Displaying items by tag: NagornoKarabakh
Armenian-Lebanese Vicken Euljekjian, a civilian prisoner of war captured when Azerbaijan invaded Nagorno-Karabakh and seized new territory, has been indicted on three counts: participation as a mercenary in a military conflict, committing terrorism, and illegally crossing into Azerbaijan. These charges are falsely leveled against Euljekjian. They are part of the joint attempt by Azerbaijan and Turkey to justify their genocidal actions in Nagorno-Karabakh. Azerbaijan invaded Nagorno-Karabakh in September 2020, with the support of Turkish-backed Syrian mercenaries. The brutality of the invasion demonstrated an intent of ethnic-religious cleansing towards Karabakh’s Armenian Christian community, whose presence in the region predates the Islamic Turkish presence.
Armenian prime minister Nikol Pashinyan has warned of an attempted military coup, after the country's armed forces said he and his cabinet must resign. The army ‘must obey the people and elected authorities’, he told thousands of supporters in the capital Yerevan. His opponents held a rival rally. The military's top brass was angered by the PM's sacking of a commander. Mr Pashinyan has faced protests after losing last year's bloody conflict with Azerbaijan over the disputed region of Nagorno-Karabakh - an enclave internationally recognised as part of Azerbaijan but controlled by ethnic Armenians since a 1994 truce. During the six weeks of fighting late in 2020, Azerbaijan not only recaptured areas around the enclave but also took the key town of Shusha inside it. Under the Russian-brokered deal that emerged shortly afterwards, Azerbaijan keeps the areas it has captured.
Fighting continues despite an agreed ceasefire; the Red Cross reports ‘hundreds killed’ in the conflict over Nagorno-Karabakh. Turkey and Israel are offering drone support and technologies. Azerbaijan wants to gain control of as much of its claimed territory as possible. Armenians have mobilised to stop it. The Red Cross reports indiscriminate shelling by both sides into towns and cities far from contested areas. On 21 October Russian bombers made a powerful air strike on a convoy and assembly point with Syrian mercenaries in Nagorno-Karabakh. However researchers found old video footage re-edited and wrongly labelled as portraying recent events. While the majority of online media is news reports, official government information or campaign slogans and images, there is doctored or old footage. Disinformation in conflicts is not uncommon, where accessing accurate information can prove difficult. Pray for peace in this part of the Caucasus: it’s a crisis entangling Russia, Turkey, Israel, Iran, and Azeri and Armenian diasporas.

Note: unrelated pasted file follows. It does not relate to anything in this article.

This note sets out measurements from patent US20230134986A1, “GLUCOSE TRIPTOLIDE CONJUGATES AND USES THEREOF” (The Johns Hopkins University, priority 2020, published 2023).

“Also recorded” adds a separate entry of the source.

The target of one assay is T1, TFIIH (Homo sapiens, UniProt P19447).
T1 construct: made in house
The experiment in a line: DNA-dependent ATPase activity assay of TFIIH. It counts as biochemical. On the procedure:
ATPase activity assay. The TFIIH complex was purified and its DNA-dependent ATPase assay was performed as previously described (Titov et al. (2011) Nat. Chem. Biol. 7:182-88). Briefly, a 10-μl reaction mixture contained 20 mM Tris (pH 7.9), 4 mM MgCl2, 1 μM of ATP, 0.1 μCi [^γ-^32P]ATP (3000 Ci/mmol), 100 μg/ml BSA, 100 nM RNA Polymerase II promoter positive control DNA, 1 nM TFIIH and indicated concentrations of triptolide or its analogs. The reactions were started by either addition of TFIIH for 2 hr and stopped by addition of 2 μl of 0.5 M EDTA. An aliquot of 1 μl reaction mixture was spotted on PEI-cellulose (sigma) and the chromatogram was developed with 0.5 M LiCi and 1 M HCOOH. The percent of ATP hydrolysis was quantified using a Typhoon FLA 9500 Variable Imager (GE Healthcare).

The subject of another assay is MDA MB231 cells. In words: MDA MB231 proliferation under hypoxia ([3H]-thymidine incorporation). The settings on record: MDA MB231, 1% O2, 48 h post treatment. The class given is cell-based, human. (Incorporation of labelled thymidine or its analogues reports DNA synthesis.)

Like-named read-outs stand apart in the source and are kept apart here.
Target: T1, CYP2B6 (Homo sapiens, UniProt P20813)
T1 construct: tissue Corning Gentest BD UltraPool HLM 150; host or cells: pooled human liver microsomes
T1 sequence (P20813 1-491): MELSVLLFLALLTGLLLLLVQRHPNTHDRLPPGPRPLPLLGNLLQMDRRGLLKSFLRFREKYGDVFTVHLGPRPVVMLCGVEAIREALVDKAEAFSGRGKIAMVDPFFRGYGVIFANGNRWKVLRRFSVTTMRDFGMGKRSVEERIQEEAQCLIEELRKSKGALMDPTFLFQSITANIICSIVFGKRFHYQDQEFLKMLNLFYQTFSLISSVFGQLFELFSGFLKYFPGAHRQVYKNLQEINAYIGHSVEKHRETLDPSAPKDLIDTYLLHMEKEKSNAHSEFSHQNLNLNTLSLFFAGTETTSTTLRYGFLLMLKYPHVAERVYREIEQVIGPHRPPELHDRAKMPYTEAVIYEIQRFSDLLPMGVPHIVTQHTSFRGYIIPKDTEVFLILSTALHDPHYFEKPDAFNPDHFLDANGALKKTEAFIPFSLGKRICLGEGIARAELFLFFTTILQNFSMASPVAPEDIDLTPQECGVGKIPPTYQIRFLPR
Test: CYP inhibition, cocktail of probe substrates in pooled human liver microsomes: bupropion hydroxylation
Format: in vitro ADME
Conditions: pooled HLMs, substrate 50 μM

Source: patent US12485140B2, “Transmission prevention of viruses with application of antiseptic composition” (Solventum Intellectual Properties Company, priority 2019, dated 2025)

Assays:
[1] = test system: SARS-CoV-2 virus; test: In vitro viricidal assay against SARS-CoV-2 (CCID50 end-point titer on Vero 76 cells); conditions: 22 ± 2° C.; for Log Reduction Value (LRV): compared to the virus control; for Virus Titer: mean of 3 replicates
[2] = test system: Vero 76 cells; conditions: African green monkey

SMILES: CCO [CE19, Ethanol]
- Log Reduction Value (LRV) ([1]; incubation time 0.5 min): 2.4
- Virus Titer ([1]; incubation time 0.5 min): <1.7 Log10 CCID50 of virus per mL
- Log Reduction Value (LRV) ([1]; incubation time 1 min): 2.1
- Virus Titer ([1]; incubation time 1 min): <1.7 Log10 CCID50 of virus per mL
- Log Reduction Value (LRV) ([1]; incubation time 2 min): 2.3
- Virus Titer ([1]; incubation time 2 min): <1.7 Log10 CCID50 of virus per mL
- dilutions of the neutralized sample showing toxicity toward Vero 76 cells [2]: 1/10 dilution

The long-simmering conflict between Armenia and Azerbaijan over the Nagorno-Karabakh region erupted on 27 September, with over 100 confirmed deaths already in the fiercest fighting in years. Many are asking, ‘Will it escalate into an all-out war that threatens regional stability and drags in major outside players?’ https://www.bbc.co.uk/news/world-europe-54356336 For years, mainly Christian Armenia and Muslim-majority Azerbaijan have been at odds over the rugged Nagorno-Karabakh highlands. Between 1988 and 1994 the two sides fought a bloody war to control the enclave, which was part of Azerbaijan but mainly populated by ethnic Armenian Christians. The conflict resulted in over 30,000 dead, a million displaced, and a fragile truce that left Nagorno-Karabakh as a de facto independent state, recognised by Armenia but not by most other countries, including Azerbaijan. The recent violence sparked an uproar in Azerbaijan. Thousands took to the streets calling for the army to ‘recapture’ Nagorno-Karabakh.